Servant leadership makes a comeback, and not just in Agile.
There’s a never-ending quest to find the right leadership model for projects. Many organizations, so they say, have long-abandoned the old command and control model searching for more collaborative approaches. Coming on strong is servant leadership, a term coined by Robert K. Greenleaf in 1970. Both a philosophy and a set of leadership practices, servant leaders place the needs of their teams above their own by sharing power and serving others. Scrum masters in the Agile world are encouraged, if not admonished, to adopt this approach and “serve” their teams rather than “manage” them. In fact, in the Scrum approach, there is no “project manager.” However, servant leadership seems to be working its way into more traditional projects. It’ll be interesting to see if the team is also willing to “share” the blame when things go awry.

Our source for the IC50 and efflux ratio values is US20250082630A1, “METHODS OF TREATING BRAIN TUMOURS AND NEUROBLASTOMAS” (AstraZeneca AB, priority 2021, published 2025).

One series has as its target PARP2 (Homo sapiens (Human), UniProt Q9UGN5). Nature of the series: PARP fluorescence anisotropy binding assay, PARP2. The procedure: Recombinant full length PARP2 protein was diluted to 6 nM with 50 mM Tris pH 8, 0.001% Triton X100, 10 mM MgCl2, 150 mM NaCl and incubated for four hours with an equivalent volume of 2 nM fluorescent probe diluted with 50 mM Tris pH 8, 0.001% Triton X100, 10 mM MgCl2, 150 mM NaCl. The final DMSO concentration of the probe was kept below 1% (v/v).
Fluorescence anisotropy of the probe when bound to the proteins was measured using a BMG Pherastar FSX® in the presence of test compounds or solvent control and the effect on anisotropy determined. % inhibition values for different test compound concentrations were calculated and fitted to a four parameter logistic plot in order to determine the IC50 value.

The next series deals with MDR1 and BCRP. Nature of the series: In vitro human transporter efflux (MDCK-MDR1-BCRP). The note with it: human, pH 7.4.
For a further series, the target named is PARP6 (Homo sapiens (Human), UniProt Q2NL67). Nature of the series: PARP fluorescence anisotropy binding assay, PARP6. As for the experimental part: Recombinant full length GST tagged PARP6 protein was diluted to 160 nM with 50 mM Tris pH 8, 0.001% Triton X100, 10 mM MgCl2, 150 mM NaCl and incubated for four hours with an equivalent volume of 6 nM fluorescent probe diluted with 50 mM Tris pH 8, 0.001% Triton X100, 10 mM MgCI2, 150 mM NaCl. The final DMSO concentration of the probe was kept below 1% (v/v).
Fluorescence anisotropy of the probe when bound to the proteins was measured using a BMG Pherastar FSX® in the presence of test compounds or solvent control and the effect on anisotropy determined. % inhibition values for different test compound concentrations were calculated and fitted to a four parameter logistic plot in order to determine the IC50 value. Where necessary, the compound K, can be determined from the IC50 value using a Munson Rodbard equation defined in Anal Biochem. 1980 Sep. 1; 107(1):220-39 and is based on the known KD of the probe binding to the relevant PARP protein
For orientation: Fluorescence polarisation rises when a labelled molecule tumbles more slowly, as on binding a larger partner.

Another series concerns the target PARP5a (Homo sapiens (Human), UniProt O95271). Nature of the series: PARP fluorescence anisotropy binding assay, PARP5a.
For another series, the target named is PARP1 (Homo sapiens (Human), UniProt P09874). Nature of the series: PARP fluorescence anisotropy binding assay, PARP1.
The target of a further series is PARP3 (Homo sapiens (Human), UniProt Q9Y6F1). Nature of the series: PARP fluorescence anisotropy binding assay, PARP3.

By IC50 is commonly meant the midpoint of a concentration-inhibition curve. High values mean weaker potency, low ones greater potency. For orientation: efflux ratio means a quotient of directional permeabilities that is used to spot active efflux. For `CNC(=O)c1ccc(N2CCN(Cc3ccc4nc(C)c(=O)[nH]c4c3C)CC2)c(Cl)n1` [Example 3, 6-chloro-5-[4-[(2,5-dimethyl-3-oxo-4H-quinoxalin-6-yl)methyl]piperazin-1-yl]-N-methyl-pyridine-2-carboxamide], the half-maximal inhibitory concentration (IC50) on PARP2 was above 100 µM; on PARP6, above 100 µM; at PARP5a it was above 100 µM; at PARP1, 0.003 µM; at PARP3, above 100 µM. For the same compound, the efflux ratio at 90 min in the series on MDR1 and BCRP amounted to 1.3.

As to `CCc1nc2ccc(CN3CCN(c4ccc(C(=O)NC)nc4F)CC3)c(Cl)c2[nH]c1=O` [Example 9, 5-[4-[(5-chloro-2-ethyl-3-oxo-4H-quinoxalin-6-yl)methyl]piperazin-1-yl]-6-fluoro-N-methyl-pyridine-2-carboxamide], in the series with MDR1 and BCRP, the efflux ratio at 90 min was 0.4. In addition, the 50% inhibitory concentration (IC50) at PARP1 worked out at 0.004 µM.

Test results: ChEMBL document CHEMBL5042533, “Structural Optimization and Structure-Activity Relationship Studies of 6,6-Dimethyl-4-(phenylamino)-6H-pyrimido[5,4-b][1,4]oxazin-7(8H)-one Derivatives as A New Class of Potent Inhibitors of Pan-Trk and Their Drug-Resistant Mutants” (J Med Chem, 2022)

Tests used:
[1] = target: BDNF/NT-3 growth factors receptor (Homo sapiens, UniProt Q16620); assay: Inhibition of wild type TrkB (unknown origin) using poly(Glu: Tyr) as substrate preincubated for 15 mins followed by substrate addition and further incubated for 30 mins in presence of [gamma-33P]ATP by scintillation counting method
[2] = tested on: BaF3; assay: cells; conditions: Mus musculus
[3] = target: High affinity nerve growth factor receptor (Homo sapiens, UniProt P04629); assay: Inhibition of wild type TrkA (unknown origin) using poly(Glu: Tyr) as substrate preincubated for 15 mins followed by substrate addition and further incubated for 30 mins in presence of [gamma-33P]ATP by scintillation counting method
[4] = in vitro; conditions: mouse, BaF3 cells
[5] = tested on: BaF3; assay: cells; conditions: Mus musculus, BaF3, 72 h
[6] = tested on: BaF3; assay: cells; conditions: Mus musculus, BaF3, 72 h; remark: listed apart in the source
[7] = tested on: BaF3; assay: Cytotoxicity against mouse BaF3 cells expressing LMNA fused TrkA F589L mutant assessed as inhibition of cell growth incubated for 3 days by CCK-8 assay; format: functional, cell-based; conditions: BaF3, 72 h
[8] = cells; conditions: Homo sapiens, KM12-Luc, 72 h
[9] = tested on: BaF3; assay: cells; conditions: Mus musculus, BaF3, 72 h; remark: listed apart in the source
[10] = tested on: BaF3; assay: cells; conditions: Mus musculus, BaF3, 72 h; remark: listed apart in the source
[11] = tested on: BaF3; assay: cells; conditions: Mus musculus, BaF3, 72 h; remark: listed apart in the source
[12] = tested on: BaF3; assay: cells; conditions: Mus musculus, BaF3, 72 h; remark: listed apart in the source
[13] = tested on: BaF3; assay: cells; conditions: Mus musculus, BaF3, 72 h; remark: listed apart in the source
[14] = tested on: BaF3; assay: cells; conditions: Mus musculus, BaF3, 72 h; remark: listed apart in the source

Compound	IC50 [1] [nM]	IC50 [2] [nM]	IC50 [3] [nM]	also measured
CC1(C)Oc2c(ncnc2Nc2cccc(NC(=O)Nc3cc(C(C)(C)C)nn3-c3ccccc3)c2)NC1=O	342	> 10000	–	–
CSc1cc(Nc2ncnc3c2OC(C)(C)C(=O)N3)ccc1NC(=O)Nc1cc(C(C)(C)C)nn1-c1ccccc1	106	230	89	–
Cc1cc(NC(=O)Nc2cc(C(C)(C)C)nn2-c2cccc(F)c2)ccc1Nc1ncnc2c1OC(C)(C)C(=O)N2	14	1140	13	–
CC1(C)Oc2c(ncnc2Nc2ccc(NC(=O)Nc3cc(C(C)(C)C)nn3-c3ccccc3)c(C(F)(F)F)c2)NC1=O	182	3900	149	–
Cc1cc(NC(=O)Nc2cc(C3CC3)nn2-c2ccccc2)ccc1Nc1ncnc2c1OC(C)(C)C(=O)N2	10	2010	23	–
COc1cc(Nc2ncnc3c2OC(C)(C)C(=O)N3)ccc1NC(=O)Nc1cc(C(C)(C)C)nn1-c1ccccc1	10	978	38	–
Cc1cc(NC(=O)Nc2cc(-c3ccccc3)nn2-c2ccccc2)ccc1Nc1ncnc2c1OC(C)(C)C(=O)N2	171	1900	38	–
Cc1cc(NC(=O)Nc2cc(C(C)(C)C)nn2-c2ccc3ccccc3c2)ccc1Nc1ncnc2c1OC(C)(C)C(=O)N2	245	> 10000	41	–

ESI International’s top 10 trends in project management highlight the need for leadership within projects, whether agile or Waterfall. They also discuss the challenges associated with finding qualified PMs, and finding the right balance of PM approaches in this evolving industry. ESI International’s top 10 trends in project management were identified by a global panel of ESI senior executives and subject matter experts.
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